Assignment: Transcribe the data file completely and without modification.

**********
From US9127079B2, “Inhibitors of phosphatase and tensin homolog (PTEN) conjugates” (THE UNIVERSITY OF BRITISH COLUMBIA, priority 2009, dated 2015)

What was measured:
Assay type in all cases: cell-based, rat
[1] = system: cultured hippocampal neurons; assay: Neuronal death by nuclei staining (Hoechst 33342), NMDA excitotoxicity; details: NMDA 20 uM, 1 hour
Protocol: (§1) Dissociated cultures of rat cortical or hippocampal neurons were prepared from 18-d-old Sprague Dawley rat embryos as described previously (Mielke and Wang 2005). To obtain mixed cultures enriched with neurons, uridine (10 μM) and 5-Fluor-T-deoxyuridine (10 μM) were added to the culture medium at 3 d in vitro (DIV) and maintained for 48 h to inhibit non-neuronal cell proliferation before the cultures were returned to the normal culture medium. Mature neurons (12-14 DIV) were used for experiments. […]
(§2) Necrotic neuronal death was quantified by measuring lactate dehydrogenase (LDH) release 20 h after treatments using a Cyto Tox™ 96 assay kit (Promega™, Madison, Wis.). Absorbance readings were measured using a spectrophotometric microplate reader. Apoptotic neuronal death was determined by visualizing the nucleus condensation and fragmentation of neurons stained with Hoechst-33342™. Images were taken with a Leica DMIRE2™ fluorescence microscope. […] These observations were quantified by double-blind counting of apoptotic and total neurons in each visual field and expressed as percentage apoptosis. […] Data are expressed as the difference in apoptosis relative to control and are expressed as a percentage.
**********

From US9127079B2, “Inhibitors of phosphatase and tensin homolog (PTEN) conjugates” (THE UNIVERSITY OF BRITISH COLUMBIA, priority 2009, dated 2015)

What was measured:
Assay type in all cases: cell-based, rat
[1] = system: cultured hippocampal neurons; assay: Neuronal death by nuclei staining (Hoechst 33342), NMDA excitotoxicity; details: NMDA 20 uM, 1 hour
Protocol: (§1) Dissociated cultures of rat cortical or hippocampal neurons were prepared from 18-d-old Sprague Dawley rat embryos as described previously (Mielke and Wang 2005). To obtain mixed cultures enriched with neurons, uridine (10 μM) and 5-Fluor-T-deoxyuridine (10 μM) were added to the culture medium at 3 d in vitro (DIV) and maintained for 48 h to inhibit non-neuronal cell proliferation before the cultures were returned to the normal culture medium. Mature neurons (12-14 DIV) were used for experiments. […]
(§2) Necrotic neuronal death was quantified by measuring lactate dehydrogenase (LDH) release 20 h after treatments using a Cyto Tox™ 96 assay kit (Promega™, Madison, Wis.). Absorbance readings were measured using a spectrophotometric microplate reader. Apoptotic neuronal death was determined by visualizing the nucleus condensation and fragmentation of neurons stained with Hoechst-33342™. Images were taken with a Leica DMIRE2™ fluorescence microscope. […] These observations were quantified by double-blind counting of apoptotic and total neurons in each visual field and expressed as percentage apoptosis. […] Data are expressed as the difference in apoptosis relative to control and are expressed as a percentage.